How Bats Are Helping The Blind
Studies of the only flying mammal in the world have led to obstacle detectors assisting those who cannot see!
Try to imagine doing your daily tasks with your eyes closed. May be difficult right? The blind face such difficulties every day. Do not get me wrong— you may be inclined to believe blindness will deter you from having any kind of normal life. However, blindness does not stop people from disrupting industries in fruitful ways, making groundbreaking discoveries, and revolutionizing society as we know it. If you do not believe me, look into the numerous trailblazers like, Louis Braille who as a result of an early childhood accident was blinded and decided to develop a system of tactile code that could allow blind people to read and write quickly and efficiently; the world-famous Braille System, that to this day, remains virtually unchanged. Or, perhaps Hellen Keller, who was about two when she became blind and deaf following an illness. But decided to read and write Braille, and go on to study in a college and write world-famous books; all while devoting her life to helping the blind and the deaf. The list of historic figures in the blind community is prosperous and endless. The study of an incredibly agile creature flying with their long spread-out digits across caves may have led us to find a new hero for the blind.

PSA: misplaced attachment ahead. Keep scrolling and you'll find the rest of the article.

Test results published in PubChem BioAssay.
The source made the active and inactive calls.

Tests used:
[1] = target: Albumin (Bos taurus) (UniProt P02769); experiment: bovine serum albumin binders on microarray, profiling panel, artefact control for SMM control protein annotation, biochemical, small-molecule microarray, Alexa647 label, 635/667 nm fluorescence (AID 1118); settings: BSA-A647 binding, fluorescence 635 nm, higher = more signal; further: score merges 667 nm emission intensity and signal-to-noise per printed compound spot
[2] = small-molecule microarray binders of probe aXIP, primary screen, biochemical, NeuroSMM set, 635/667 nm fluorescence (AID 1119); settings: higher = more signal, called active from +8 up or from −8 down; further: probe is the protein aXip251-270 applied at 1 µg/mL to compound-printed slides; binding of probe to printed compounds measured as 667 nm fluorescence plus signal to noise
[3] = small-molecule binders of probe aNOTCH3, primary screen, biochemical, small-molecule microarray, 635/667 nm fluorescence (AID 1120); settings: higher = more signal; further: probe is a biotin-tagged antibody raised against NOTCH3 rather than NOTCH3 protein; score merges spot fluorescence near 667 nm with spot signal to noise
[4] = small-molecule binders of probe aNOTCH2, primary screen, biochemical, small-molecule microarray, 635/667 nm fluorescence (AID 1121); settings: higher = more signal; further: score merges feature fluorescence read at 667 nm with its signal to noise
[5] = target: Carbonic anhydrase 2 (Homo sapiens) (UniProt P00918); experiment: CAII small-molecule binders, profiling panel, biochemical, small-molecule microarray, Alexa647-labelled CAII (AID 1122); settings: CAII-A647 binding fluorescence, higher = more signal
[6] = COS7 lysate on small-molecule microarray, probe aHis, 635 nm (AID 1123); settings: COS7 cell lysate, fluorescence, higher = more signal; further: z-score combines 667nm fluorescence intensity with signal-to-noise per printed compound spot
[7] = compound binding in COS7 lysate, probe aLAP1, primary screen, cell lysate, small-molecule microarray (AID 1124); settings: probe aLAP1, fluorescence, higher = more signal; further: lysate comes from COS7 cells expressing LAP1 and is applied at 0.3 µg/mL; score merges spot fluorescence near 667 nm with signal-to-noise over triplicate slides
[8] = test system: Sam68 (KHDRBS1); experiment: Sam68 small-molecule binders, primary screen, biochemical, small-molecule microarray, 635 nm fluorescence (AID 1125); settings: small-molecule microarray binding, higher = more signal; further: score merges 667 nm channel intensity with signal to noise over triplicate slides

Hearing in the Dark
“The sound changes right? Echolocation."